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Goblin Head (Greek Kallikantzaros) 3d printed

DIGITAL PREVIEW
Not a Photo

Black Hi-Def Acrylate
Goblin Head (Greek Kallikantzaros)  3d printed
Goblin Head (Greek Kallikantzaros)  3d printed

DIGITAL PREVIEW
Not a Photo

Goblin Head (Greek Kallikantzaros)

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OVERVIEW
  • 3D printed in Black Hi-Def Acrylate: Smooth black plastic that showcases intricate details.
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  • This product is intended for mature audiences.
$323.07
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Product Description

Goblin head miniature of the Greek folklore Kallikantzaros.  A malevolent Christmas Goblin in Southeastern European and Anatolian folklore, part of Eastern Mediterranean Ethno-Archaeology and folk material culture in this region. Stories about the Kallikantzaros or its equivalents (караконджул, karankoncolos etc) can be found in Greece, Cyprus, Bulgaria, Serbia, Bosnia and Turkey. Kallikantzaroi (plural) are believed to dwell underground but come to the surface reeking havoc during the twelve days of Christmas (from the winter solstice for a fortnight during which time the sun ceases its seasonal movement). It is believed that Kallikantzaroi stay underground all year round, sawing the world tree so that it will collapse (stark parallels with other Indo-European mythemes), along with the Earth. However, according to folklore, when they are about to saw the final part each year, Christmas dawns and they are able to come to the surface. They forget the tree and come to bring trouble and mischief (usually harmless in good fun) to mortals. Finally, on the Epiphany (6 January), the sun appears moving again, and they must return underground to continue their sawing. They see that during their absence the world tree has healed itself, so they must start working all over again (this is believed to occur annually). Many in the Greek speaking world imagine the Kallikantzaros as tall, black and hairy creatures, with the horns, feet and ears of a goat and other hybrid characteristics of similar goblins. One theory connects them to the masquerades of the ancient Roman winter festival of Bacchanalia, and this based on preceding Greek Dionysia festivities. During the drunken, orgiastic parts of the festivals, people wearing masks, hidden under costumes in bestial shapes yet still appearing humanoid, may have initiated the creature’s origins myth.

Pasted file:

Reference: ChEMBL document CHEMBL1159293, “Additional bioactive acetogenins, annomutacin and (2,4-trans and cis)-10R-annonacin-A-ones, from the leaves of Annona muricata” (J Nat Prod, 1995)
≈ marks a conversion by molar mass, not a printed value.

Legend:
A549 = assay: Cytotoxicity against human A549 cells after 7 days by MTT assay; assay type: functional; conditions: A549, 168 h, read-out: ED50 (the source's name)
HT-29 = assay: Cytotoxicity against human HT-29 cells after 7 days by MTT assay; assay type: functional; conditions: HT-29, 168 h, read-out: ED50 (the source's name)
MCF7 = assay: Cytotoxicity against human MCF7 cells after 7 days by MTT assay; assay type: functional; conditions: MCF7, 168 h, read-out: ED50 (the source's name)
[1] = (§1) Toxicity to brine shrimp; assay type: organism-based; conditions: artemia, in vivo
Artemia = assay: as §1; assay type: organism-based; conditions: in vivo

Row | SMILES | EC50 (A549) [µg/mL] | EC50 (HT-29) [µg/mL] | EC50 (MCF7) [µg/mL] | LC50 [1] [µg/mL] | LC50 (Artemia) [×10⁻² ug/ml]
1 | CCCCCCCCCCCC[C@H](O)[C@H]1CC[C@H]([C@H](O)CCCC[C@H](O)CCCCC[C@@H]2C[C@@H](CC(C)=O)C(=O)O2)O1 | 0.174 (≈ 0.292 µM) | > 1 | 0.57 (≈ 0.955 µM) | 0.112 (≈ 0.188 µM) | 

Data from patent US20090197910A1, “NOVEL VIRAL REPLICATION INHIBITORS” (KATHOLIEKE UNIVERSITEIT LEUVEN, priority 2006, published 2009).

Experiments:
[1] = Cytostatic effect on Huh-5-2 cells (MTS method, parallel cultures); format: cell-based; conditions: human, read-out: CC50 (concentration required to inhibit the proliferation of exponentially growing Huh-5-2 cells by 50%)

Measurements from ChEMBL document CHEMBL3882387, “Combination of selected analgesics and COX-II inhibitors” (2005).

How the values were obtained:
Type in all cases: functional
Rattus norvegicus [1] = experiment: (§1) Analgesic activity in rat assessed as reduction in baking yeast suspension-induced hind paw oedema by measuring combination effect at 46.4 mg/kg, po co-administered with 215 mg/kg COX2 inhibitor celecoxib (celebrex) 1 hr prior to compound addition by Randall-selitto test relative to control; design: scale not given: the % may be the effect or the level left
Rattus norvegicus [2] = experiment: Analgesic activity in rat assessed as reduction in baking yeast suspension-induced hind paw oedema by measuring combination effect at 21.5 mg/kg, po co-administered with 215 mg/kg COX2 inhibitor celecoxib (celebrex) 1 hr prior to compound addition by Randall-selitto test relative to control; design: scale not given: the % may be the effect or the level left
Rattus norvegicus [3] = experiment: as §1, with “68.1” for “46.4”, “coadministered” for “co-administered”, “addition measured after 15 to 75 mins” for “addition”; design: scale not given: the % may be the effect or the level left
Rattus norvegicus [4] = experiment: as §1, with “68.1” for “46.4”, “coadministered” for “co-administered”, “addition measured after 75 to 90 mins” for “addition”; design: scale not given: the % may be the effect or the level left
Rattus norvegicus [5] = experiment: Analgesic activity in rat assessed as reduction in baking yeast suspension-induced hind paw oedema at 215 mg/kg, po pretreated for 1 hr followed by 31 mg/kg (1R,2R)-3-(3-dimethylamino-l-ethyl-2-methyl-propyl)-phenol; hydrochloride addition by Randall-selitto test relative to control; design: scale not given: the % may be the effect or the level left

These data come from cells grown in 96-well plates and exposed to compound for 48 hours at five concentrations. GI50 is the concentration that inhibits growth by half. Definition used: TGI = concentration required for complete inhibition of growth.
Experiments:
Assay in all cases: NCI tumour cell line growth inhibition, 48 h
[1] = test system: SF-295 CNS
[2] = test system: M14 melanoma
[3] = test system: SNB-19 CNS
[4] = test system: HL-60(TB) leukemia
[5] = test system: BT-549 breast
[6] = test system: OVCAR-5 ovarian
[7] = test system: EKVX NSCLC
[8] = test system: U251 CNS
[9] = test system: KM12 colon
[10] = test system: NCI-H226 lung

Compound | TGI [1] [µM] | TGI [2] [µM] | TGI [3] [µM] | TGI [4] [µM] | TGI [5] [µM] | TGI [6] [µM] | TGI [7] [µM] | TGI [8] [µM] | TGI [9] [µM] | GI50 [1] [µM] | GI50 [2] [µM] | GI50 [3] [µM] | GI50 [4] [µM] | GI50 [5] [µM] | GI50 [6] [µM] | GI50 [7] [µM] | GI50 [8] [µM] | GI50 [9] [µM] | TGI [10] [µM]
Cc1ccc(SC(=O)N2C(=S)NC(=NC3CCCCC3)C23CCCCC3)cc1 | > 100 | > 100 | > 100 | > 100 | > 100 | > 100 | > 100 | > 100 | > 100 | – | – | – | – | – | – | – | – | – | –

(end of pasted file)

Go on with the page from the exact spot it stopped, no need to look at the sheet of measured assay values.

What's in the Box
INCM
Gob
Black Hi-Def Acrylate
Width
7.5 cm
Height
10.1 cm
Depth
6.5 cm

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